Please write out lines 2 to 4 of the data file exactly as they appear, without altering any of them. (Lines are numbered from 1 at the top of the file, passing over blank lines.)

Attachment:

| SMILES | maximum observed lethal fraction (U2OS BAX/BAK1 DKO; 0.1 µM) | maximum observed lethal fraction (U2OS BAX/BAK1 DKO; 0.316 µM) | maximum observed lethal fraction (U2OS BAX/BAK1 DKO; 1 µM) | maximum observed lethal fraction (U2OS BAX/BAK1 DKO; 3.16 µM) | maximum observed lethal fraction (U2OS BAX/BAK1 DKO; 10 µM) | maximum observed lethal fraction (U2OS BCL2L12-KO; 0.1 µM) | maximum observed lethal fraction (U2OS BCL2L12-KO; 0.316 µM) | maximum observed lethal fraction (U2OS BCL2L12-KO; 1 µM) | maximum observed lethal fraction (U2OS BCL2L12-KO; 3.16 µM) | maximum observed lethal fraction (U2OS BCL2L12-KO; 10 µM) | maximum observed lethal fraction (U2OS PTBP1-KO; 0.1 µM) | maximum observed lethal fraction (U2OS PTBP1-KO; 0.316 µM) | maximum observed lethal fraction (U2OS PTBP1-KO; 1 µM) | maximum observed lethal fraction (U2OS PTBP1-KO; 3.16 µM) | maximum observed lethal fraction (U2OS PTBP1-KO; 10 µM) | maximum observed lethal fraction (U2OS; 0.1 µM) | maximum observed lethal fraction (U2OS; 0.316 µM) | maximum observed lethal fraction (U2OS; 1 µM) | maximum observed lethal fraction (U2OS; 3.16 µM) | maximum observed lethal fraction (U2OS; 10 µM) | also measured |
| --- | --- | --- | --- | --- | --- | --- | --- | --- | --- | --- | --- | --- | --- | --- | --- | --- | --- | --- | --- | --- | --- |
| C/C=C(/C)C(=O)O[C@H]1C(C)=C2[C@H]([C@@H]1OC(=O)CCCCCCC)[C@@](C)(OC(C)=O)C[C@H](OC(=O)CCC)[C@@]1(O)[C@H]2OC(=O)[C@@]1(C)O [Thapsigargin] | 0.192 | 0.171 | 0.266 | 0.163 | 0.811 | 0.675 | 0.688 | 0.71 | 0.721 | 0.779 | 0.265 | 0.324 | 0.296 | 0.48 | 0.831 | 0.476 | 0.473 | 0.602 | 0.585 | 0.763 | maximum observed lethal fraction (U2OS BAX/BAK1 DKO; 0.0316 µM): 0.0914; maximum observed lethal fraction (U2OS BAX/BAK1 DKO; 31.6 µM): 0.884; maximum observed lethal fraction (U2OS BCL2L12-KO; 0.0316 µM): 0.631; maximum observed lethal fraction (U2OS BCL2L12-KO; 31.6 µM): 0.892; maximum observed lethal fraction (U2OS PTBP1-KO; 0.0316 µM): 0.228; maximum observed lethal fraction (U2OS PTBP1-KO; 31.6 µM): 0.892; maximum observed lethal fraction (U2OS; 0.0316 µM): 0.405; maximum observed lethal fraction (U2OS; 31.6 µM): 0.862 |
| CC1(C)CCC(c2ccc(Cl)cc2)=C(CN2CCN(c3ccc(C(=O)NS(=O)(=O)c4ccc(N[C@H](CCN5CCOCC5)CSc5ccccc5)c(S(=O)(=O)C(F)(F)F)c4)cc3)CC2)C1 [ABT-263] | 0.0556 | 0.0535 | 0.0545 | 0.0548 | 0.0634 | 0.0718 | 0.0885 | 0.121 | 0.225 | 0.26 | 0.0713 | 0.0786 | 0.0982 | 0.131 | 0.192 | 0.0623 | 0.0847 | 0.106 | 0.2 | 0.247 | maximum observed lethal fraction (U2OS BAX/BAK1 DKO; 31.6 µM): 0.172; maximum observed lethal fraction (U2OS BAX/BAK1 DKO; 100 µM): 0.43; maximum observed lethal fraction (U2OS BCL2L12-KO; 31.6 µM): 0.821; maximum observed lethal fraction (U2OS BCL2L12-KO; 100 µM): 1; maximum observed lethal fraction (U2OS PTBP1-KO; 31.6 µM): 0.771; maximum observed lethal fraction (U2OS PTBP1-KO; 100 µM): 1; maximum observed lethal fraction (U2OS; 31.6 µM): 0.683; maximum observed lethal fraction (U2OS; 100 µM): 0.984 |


| --- | --- | --- | --- | --- | --- | --- | --- | --- | --- | --- | --- | --- | --- | --- | --- | --- | --- | --- | --- | --- | --- |
| C/C=C(/C)C(=O)O[C@H]1C(C)=C2[C@H]([C@@H]1OC(=O)CCCCCCC)[C@@](C)(OC(C)=O)C[C@H](OC(=O)CCC)[C@@]1(O)[C@H]2OC(=O)[C@@]1(C)O [Thapsigargin] | 0.192 | 0.171 | 0.266 | 0.163 | 0.811 | 0.675 | 0.688 | 0.71 | 0.721 | 0.779 | 0.265 | 0.324 | 0.296 | 0.48 | 0.831 | 0.476 | 0.473 | 0.602 | 0.585 | 0.763 | maximum observed lethal fraction (U2OS BAX/BAK1 DKO; 0.0316 µM): 0.0914; maximum observed lethal fraction (U2OS BAX/BAK1 DKO; 31.6 µM): 0.884; maximum observed lethal fraction (U2OS BCL2L12-KO; 0.0316 µM): 0.631; maximum observed lethal fraction (U2OS BCL2L12-KO; 31.6 µM): 0.892; maximum observed lethal fraction (U2OS PTBP1-KO; 0.0316 µM): 0.228; maximum observed lethal fraction (U2OS PTBP1-KO; 31.6 µM): 0.892; maximum observed lethal fraction (U2OS; 0.0316 µM): 0.405; maximum observed lethal fraction (U2OS; 31.6 µM): 0.862 |
| CC1(C)CCC(c2ccc(Cl)cc2)=C(CN2CCN(c3ccc(C(=O)NS(=O)(=O)c4ccc(N[C@H](CCN5CCOCC5)CSc5ccccc5)c(S(=O)(=O)C(F)(F)F)c4)cc3)CC2)C1 [ABT-263] | 0.0556 | 0.0535 | 0.0545 | 0.0548 | 0.0634 | 0.0718 | 0.0885 | 0.121 | 0.225 | 0.26 | 0.0713 | 0.0786 | 0.0982 | 0.131 | 0.192 | 0.0623 | 0.0847 | 0.106 | 0.2 | 0.247 | maximum observed lethal fraction (U2OS BAX/BAK1 DKO; 31.6 µM): 0.172; maximum observed lethal fraction (U2OS BAX/BAK1 DKO; 100 µM): 0.43; maximum observed lethal fraction (U2OS BCL2L12-KO; 31.6 µM): 0.821; maximum observed lethal fraction (U2OS BCL2L12-KO; 100 µM): 1; maximum observed lethal fraction (U2OS PTBP1-KO; 31.6 µM): 0.771; maximum observed lethal fraction (U2OS PTBP1-KO; 100 µM): 1; maximum observed lethal fraction (U2OS; 31.6 µM): 0.683; maximum observed lethal fraction (U2OS; 100 µM): 0.984 |